State of the State Courts survey reveals declining public trust, growing confidence in remote hearings
Confidence in federal courts dropped from 60% in 2021 to 57% in 2022. Confidence in state courts dropped from 64% in 2021 to just 60% in 2022, and confidence in the U.S. Supreme Court went from 63% in 2021 to 53% in 2022.
Just as troubling, Americans are losing faith in the courts’ ability to deliver on the key promise of equal justice for all. On this measure, the gulf between white and people of color is wide.
However, the survey also shows that a growing confidence level in remote court appearances, and strong majorities believe that the judicial system does a good job of holding judges accountable through existing mechanisms.
The survey also touched on examining ways in which state courts are different from other courts.
According to the pollster’s analysis: “One area where leaders of state court systems can begin to educate residents of their respective states is the role state courts play and how far removed they are from the Supreme Court battles that dominate the political headlines. This starts with messages that emphasize the ability of state courts to better reflect the values and customs of the communities they serve and the historic preference of the country’s founders for state constitutions and state courts as the first line of defense for our rights and liberties.”
An overwhelming number of people support courts doing more to support behavioral health with over 80% saying state courts should actively help find treatment options for individuals before and after trial.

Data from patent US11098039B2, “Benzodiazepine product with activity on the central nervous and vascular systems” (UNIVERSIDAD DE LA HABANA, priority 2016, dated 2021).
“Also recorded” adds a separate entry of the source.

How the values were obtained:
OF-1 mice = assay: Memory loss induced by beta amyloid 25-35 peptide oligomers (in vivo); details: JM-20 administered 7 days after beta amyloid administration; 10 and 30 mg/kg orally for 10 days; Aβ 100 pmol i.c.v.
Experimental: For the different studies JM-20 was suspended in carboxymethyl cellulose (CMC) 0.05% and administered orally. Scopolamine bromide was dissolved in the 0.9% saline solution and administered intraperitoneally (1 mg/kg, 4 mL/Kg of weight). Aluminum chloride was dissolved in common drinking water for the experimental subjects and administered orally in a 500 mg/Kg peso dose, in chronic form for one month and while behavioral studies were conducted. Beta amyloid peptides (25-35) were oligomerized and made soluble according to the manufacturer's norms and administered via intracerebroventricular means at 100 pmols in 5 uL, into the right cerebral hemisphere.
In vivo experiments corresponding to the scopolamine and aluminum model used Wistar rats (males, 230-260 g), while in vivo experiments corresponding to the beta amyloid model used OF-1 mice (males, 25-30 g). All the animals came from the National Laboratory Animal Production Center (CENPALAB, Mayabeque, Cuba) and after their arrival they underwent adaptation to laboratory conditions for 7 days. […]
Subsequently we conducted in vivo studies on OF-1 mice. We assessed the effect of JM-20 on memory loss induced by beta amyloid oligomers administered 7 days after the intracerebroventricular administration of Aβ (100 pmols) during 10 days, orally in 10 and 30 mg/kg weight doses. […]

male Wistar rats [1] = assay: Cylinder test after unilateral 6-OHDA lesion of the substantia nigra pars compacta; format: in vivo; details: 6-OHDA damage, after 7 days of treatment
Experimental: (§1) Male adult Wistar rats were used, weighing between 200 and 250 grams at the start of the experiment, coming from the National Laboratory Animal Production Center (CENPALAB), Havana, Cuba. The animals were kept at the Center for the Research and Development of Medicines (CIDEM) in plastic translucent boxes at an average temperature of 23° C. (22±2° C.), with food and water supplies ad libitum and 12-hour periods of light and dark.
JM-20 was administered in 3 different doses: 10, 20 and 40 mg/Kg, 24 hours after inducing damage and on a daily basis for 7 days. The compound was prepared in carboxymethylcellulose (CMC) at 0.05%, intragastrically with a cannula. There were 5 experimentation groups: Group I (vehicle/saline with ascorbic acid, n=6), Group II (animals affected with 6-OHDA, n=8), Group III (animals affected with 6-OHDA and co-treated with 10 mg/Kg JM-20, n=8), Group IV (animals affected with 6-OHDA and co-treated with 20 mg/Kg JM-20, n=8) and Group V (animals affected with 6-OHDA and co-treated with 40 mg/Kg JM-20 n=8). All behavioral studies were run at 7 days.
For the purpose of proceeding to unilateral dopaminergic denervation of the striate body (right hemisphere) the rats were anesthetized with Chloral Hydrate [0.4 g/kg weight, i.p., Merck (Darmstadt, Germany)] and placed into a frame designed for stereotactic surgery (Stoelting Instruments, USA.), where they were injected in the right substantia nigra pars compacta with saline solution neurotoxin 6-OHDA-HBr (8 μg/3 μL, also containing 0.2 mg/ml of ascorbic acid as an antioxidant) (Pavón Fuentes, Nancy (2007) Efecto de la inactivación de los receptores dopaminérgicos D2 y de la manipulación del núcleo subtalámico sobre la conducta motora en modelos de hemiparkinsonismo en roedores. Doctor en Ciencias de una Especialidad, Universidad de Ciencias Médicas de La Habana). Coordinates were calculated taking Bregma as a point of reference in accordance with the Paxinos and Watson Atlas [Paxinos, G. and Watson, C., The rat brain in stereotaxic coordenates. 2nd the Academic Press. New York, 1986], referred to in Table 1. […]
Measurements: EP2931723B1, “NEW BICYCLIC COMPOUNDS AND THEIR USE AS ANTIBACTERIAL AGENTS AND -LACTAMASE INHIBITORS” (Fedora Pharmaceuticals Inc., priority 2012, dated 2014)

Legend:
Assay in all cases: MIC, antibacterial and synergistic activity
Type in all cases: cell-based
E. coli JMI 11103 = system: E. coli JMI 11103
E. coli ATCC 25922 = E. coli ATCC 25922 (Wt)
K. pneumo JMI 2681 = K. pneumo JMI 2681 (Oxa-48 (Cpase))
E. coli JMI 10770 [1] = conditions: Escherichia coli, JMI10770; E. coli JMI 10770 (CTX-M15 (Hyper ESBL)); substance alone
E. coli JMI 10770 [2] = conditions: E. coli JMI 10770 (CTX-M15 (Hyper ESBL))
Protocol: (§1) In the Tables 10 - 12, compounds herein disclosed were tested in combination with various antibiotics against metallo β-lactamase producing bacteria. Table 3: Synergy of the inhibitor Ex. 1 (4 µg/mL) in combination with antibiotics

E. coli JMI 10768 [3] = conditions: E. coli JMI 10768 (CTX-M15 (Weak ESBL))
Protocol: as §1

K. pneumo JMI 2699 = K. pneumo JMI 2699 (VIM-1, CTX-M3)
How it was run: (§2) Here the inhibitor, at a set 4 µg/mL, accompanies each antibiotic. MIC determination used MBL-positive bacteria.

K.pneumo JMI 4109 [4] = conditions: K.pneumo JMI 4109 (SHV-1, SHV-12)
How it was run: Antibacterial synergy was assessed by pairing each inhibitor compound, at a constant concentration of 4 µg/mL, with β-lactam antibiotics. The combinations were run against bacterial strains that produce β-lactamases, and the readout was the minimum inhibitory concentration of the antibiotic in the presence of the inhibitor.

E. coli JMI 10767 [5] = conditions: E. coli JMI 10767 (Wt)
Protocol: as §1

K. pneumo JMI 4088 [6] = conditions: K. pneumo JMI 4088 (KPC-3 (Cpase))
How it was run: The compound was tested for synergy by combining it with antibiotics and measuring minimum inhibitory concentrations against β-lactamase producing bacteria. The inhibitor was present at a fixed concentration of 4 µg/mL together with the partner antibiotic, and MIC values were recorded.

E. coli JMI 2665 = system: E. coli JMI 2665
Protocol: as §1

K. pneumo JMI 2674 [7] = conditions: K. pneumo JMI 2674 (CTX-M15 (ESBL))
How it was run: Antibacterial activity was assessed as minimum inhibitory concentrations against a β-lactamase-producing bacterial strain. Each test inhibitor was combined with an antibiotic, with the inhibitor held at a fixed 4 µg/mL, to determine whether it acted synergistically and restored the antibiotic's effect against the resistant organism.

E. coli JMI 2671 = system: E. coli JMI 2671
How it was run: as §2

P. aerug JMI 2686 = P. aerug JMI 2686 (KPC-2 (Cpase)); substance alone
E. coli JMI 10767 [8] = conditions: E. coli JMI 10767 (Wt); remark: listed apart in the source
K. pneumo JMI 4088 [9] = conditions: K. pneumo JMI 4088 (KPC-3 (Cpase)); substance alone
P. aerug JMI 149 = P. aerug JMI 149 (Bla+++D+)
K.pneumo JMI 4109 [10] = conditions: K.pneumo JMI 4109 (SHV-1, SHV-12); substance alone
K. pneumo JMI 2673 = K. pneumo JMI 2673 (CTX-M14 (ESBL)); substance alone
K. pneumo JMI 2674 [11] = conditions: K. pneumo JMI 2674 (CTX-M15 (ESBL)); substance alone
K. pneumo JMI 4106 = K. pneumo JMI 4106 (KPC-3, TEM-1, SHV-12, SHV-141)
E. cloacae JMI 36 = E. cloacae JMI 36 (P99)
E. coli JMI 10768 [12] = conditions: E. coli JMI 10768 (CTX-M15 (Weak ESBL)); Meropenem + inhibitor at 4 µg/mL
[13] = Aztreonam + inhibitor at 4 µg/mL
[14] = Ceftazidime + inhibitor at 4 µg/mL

The State of the State Courts survey has been conducted annually since 2014. The survey questionnaire is developed by GBAO Strategies, in consultation with a steering committee of court leaders and NCSC staff. This year’s poll surveyed 1,000 registered online between October 22-25.
Read a comprehensive analysis of this year’s survey on NCSC’s website, along with survey results dating to 2014.
Updated interactive tool provides information and guidance on guardianship options
NCSC has released the updated online course, Finding the Right Fit: Decision-Making Supports and Guardianship, a free, self-paced course that summarizes legal options, provides real-world scenarios and outlines guardian responsibilities. The lessons are designed for individuals who are researching options for an aging parent or disabled friend or family member and guardians who want to learn more about their role.
Finding the Right Fit was made possible by the Department of Justice Elder Justice Initiative and was developed in conjunction with the American Bar Association Committee on Law and Aging. Access the course here.
For more information visit the Center for Elders and the Courts.